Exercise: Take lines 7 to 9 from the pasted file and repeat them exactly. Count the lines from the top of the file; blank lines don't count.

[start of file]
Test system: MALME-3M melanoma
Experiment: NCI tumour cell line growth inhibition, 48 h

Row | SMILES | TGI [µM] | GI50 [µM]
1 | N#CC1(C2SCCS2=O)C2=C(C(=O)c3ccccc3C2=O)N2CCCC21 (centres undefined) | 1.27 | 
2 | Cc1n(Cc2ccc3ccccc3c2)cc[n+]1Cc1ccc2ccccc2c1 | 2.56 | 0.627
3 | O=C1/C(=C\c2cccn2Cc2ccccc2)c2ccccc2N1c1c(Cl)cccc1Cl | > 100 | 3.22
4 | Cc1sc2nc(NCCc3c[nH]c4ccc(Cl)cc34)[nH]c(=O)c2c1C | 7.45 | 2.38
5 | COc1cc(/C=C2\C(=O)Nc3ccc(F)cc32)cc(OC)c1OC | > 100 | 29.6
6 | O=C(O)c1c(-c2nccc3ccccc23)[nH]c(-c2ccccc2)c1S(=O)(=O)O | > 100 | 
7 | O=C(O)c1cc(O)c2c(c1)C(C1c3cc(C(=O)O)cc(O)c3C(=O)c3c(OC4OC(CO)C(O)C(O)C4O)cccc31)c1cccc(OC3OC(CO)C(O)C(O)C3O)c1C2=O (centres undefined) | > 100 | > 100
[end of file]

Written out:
4 | Cc1sc2nc(NCCc3c[nH]c4ccc(Cl)cc34)[nH]c(=O)c2c1C | 7.45 | 2.38
5 | COc1cc(/C=C2\C(=O)Nc3ccc(F)cc32)cc(OC)c1OC | > 100 | 29.6
6 | O=C(O)c1c(-c2nccc3ccccc23)[nH]c(-c2ccccc2)c1S(=O)(=O)O | > 100 | 